WASHINGTON — The Internal Revenue Service reminds taxpayers who’ve yet to file their 2021 federal income tax return to make sure they take advantage of the deductions and credits for which they’re entitled and to file electronically as soon as possible.
“Each year, eligible taxpayers overlook money saving deductions and credits that can help them with the cost of raising a family, daycare, paying for college, saving for retirement or making a donation to charity,” said IRS Commissioner Chuck Rettig. “We want to ensure they’re aware of all the tax benefits for which they may qualify.”
This year, the IRS received about 19 million requests for extensions to file until Oct. 17. Those who qualify can prepare and file their return for free with IRS Free File. Electronically filing and choosing direct deposit can help taxpayers get their refund faster. If they owe, sending the tax return with full payment prevents additional interest and penalties. There’s no penalty for failure to file if the taxpayer is due a refund.
Filing tips for taxpayers who haven’t filed their 2021 tax return are available on IRS.gov.
Taxpayers should consider the following tax benefits when filing their tax return:
- Earned Income Tax Credit: Qualified low- to moderate-income workers and families may get a tax break.
- Child Tax Credit: Families can claim this credit, even if they received monthly advance payments during the last half of 2021.
- Child and Dependent Care Credit: Families who pay expenses for the care of a qualifying individual so they can work, or look for work, can get a tax credit worth up to $4,000 for one qualifying person and $8,000 for two or more qualifying persons.
- Recovery Rebate Credit (RRC): Those who missed out on last year’s third round of Economic Impact Payments (EIP3), also known as stimulus payments, may be eligible to claim the RRC. This credit can also help eligible people whose EIP3 was less than the full amount, including those who welcomed a child in 2021.
- Deduction for gifts to charity: The majority of taxpayers who take the standard deduction can deduct eligible cash contributions they made to charity during 2021. Married couples filing jointly can deduct up to $600 in cash donations and individual taxpayers can deduct up to $300 in donations. In addition, itemizers who make large cash donations often qualify to deduct the full amount in 2021.
- American Opportunity Tax Credit and the Lifetime Learning Credit: Tax credits for higher education can help offset taxpayers’ tuition and other costs by reducing the amount of tax owed on their tax return.
- Retirement Savings Contributions Credit (Saver’s Credit): A tax credit is available for making eligible contributions to an individual retirement account or employer-sponsored retirement plan.
The IRS urges taxpayers to ensure they have all their year-end statements in hand before filing their 2021 return. Besides W-2s and 1099s, this includes two statements issued by the IRS – Letter 6419, showing their total advance Child Tax Credit payments, and Letter 6475, showing their total EIP3 payments.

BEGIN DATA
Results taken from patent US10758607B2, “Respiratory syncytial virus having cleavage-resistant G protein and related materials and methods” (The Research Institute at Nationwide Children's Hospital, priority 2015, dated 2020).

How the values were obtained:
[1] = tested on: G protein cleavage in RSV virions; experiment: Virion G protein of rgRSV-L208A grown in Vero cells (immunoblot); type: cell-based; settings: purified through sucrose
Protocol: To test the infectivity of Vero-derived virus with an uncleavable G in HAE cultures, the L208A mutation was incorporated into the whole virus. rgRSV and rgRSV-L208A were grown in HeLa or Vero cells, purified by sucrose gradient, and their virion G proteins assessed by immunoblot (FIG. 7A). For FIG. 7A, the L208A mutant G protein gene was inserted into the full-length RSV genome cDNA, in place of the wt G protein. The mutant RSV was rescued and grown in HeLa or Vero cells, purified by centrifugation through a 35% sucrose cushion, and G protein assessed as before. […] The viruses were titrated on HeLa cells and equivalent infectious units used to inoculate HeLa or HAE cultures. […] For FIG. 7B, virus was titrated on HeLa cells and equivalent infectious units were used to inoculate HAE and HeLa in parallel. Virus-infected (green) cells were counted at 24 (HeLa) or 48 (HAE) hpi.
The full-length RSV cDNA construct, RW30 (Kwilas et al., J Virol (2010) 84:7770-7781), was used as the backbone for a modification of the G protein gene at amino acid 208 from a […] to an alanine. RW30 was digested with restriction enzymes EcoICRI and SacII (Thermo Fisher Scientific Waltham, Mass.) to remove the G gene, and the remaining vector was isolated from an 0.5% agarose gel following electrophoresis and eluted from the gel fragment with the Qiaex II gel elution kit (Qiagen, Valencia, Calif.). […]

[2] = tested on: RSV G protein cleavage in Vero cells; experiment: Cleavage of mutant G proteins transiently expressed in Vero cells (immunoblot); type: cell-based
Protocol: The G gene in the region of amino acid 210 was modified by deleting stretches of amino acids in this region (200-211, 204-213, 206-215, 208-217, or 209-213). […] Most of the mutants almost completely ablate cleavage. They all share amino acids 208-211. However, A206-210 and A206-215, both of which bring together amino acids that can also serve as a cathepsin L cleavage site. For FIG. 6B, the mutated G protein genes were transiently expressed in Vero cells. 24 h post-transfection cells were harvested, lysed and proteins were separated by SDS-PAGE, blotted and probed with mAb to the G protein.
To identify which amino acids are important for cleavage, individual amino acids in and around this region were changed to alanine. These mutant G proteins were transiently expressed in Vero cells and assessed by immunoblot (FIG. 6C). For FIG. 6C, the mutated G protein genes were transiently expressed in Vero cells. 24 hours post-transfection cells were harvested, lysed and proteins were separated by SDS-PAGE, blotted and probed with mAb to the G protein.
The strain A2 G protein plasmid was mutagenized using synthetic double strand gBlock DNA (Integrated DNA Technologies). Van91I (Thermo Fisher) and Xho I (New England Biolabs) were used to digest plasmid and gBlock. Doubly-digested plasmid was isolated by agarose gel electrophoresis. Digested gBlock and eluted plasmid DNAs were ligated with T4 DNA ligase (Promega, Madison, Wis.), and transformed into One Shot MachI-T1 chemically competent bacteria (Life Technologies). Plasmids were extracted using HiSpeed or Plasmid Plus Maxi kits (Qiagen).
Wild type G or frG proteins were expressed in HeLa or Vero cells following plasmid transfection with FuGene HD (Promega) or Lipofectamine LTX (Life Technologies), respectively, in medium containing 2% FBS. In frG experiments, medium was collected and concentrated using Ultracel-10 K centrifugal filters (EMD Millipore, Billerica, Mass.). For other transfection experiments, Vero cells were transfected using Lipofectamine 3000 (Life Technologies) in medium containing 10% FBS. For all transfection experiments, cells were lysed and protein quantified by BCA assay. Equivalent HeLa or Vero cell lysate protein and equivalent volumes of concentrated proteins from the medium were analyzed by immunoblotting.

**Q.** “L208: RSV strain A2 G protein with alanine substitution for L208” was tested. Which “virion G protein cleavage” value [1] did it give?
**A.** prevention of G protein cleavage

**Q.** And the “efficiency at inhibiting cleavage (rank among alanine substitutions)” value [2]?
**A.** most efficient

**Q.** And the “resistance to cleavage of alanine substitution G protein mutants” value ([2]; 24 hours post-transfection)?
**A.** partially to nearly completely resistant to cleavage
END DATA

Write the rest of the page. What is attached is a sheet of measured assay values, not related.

Individuals can also use their IRS Online Account to see the total amounts of their third round of Economic Impact Payments or advance Child Tax Credit payments. Married spouses who received joint payments will each need to sign into their own account to retrieve their separate amounts.
Taxpayers can find answers to questions, forms and instructions, and easy-to-use tools online at IRS.gov. They can use these resources to get help when it’s needed at home, at work or on the go.
Adjust 2022 withholding now to avoid tax surprises next year
Summer is a great time for taxpayers to check their 2022 withholding to avoid a tax surprise when they file next year. Life events like marriage, divorce, having a child or a change in income can affect taxes. Too little tax withheld can lead to a tax bill or penalty. Too much can mean the taxpayer won’t have use of the money until they get their tax refund in 2023.
The IRS Tax Withholding Estimator on IRS.gov helps employees assess their income tax, credits, adjustments and deductions, and determine whether they need to change their withholding. If a change is recommended, the estimator will provide instructions to update their withholding with their employer, either online or by submitting a new Form W-4, Employee’s Withholding Allowance Certificate.
Find a Taxpayer Assistance Center
The Taxpayer Assistance Center Locator tool has a new look and feel, featuring a dynamic map, a directions button and two tabs for entering search criteria. It’s important to remember that Taxpayer Assistance Centers operate by appointment only. Taxpayers must make an appointment by calling the number for the office they want to visit.
Read information in other languages
Many pages on IRS.gov are now available in Spanish, Vietnamese, Russian, Korean, Haitian Creole and Chinese. Some of the multilingual resources include the Taxpayer Bill of Rights, e-file resources and many tax forms and publications.